The Swiss House of Representatives has called on the government to ensure that the country's national languages receive priority over English when pupils learn their first foreign language.
The House supported a motion by the Bernese politician, Otto Zwygart, which called for the government to examine ways in which the national languages can be given priority. The vote in favour of the motion was contrary to the recommendations of the cabinet.
The interior minister, Ruth Dreifuss, assured the House that it had her sympathies. "I would find it regrettable if English were to become the first foreign language in our schools," she said. But she insisted that the federal government had no constitutional means to take the matter out of the hands of the cantonal authorities.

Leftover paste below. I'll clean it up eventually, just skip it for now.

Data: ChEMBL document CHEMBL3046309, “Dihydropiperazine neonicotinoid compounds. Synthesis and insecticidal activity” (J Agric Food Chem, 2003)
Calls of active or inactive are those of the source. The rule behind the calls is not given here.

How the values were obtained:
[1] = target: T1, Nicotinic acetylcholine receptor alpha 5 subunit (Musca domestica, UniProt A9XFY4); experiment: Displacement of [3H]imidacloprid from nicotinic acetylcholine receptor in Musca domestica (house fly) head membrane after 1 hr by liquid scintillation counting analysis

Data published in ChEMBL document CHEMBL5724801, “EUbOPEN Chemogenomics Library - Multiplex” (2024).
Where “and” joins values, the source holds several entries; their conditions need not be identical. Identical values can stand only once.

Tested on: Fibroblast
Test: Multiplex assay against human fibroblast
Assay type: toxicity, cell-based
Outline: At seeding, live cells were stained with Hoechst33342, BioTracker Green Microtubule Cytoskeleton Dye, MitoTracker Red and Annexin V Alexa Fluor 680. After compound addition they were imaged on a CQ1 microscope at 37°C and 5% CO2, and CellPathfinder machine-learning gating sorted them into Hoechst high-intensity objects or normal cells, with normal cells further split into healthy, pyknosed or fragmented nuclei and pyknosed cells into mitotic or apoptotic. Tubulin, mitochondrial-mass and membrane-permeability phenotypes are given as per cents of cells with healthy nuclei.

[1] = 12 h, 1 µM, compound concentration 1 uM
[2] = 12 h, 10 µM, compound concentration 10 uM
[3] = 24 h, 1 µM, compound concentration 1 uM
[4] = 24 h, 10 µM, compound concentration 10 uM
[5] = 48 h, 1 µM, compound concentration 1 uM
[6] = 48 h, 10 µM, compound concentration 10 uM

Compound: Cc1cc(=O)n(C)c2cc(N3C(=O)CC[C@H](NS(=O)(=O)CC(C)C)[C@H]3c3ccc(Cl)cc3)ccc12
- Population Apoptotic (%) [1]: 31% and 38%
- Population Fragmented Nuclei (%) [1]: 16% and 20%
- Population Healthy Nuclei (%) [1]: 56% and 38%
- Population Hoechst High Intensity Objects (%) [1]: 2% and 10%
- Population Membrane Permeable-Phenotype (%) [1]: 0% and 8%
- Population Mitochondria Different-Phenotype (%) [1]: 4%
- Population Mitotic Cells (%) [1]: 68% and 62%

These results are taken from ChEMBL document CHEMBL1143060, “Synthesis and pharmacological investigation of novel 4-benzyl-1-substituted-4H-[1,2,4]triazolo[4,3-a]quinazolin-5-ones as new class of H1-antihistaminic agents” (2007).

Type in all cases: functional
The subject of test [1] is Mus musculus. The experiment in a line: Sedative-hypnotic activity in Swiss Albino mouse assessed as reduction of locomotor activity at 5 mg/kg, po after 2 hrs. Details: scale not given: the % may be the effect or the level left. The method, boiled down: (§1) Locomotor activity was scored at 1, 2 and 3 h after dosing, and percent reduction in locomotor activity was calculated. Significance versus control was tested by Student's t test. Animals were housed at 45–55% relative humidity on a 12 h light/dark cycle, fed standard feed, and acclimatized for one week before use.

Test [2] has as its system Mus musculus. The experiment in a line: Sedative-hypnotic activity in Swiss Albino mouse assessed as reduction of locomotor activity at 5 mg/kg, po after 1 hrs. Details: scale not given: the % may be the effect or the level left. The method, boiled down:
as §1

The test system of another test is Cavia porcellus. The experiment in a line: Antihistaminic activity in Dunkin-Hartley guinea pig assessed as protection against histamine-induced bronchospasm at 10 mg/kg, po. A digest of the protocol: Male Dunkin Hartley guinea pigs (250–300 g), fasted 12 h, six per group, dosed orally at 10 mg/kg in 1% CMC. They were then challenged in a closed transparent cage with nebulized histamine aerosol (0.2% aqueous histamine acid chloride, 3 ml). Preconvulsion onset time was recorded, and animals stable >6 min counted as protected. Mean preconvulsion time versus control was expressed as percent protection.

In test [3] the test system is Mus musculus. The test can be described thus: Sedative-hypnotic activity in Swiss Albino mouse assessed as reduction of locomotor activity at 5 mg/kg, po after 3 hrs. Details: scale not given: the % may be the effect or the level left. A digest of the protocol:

While rejecting this argument, the House of Representatives did come out against a more extreme proposal seeking to protect the national languages from the influence of English.
Another Bernese politician, Bernhard Hess, had called on the English language to be restricted, using the model of France's controversial Toubon law. Hess vehemently attacked the use of English in Swiss society, claiming that it had even infiltrated government administration.
In her response, Dreifuss said the government did not want to introduce state censorship and would not involve itself in controlling the fields of education, science, the economy and advertising. The House agreed with the government on this issue, rejecting Hess's proposal by 95 votes to six.
swissinfo with agencies